Mr. Chope: I am not saying that there is no training, but there is insufficient training. If there was more training, and it was more effective, the conditions would be discovered much earlier in children’s education, but they are often not picked up until much later. One of the reasons for that is that LEAs think that every child with SEN costs money, so they delay applying that label to children for as long as possible.

Why do not all teachers have access to the checklists that I have mentioned so that children can be identified when they first start primary school? If they were evaluated against a checklist covering speech, learning, reading, writing, attention, co-ordination, organisational abilities and ability to follow a daily routine, any issues could be identified earlier. I suspect that that is what the hon. Member for Gateshead, East and Washington, West has in mind. We need much more openness about this issue, so that we can make the necessary investment and ensure that we do not have 18 and 19-year-olds going to university undiagnosed. I read in the report that at Bangor university, some 400 to 500 students have been identified as suffering from dyslexia, and the professor who drew that fact to the attention of the Welsh Assembly said that many of those cases should have been identified long before that stage.

Mrs. Maria Miller: My hon. Friend may be right to question the level of training that the Government are giving to teachers. While the Minister rightly pointed out in his intervention the inclusion development programme—a £2 million project launched in October last year—some people are concerned that it may not be delivering in the classroom and will just provide another set of materials. The programme may not do what my hon. Friend wants to see, which is to deliver training in the classroom, where it matters for children, teachers and parents.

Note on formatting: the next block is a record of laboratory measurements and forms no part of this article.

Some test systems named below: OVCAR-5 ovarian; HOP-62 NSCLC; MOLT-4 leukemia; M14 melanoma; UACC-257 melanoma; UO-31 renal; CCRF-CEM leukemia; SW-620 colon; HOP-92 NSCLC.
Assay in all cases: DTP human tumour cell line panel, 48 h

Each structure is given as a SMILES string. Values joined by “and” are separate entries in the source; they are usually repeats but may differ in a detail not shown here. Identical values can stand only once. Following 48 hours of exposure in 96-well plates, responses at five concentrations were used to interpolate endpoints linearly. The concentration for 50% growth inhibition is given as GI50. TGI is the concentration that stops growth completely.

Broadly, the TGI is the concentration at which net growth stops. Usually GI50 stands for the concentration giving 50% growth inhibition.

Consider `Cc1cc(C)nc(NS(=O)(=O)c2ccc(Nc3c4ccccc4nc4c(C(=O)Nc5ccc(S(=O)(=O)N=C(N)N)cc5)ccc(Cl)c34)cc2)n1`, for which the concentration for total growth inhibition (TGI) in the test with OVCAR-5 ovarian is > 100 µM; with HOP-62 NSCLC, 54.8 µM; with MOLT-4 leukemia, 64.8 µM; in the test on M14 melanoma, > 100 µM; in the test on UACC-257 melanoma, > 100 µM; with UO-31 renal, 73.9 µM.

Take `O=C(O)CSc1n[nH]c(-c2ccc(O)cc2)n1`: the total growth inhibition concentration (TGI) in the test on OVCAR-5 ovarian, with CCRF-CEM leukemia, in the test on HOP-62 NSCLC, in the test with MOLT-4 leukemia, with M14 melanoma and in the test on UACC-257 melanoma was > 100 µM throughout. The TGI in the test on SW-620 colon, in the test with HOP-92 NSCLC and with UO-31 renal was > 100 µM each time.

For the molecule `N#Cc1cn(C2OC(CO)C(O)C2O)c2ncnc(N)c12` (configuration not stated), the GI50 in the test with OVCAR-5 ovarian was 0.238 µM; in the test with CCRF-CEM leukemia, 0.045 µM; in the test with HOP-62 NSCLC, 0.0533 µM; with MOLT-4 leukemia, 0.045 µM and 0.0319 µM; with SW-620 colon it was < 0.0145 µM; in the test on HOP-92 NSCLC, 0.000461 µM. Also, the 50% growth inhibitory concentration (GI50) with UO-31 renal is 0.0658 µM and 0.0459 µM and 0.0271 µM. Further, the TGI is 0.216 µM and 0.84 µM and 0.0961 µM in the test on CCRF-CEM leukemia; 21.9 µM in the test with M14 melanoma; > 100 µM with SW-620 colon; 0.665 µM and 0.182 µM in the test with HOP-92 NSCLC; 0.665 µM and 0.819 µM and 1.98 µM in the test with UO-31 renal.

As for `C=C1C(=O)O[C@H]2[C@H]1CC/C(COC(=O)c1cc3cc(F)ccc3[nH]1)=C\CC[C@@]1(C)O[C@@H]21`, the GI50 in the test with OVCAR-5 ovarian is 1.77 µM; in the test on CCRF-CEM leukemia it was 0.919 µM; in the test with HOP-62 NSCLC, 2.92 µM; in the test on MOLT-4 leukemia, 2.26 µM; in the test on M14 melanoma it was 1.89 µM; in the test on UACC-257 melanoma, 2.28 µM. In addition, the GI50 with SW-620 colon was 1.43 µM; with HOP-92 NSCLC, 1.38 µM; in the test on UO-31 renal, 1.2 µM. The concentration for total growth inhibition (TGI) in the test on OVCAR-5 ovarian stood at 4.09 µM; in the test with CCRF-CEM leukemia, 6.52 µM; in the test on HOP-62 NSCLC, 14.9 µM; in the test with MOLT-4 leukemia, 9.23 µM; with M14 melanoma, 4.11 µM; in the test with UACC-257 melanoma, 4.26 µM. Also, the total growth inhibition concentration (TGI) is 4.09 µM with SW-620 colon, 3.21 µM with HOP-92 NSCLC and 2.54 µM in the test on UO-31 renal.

Mr. Chope: My hon. Friend makes a powerful case and I look forward to hearing her contribution to this debate shortly. We have now had 11 years of the gap between the rhetoric and the reality from this Government.
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I suspect that my hon. Friend has highlighted another example. When the Government come under enormous pressure we get platitudes from Ministers, and when we look at the detail we find that they do not add up to a row of beans. This is far too serious an issue for party politics. One of the great things about the Bill is that it has all-party support. There cannot be a single Member of Parliament who does not have, or know someone with, a child with special educational needs, and who therefore does not want to ensure that we make maximum progress in this area of policy.

As the leader of my party said yesterday, we are the fifth most successful economy in the world, so why cannot we help those children with the symptoms of dyslexia at the earliest possible stage? I shall not make the point about alternative expenditure, because you have already told me not to make comparisons, Madam Deputy Speaker, but it is an issue of priorities. Do the Government regard this issue as a top priority or of secondary importance? The Opposition and—I am sure—the promoter of the Bill regard this issue as a top priority, and that is why we want some action now. We do not want a Bill weakened by making every aspect of it subject to a Minister’s discretion. The game is to ensure that there is no justiciability. The Government want to keep this issue for Ministers to decide and they do not want to allow any opportunity for the courts to intervene.

10.45 am

I am ashamed to say that this is my first contribution to the debate on this Bill. I have mentioned a school in my constituency that has made a lot of progress on this issue, with the support of active governors. However, my constituency also has the Shieling school, which deals with children with very severe intellectual handicaps, and the Portfield school, which is a residential school—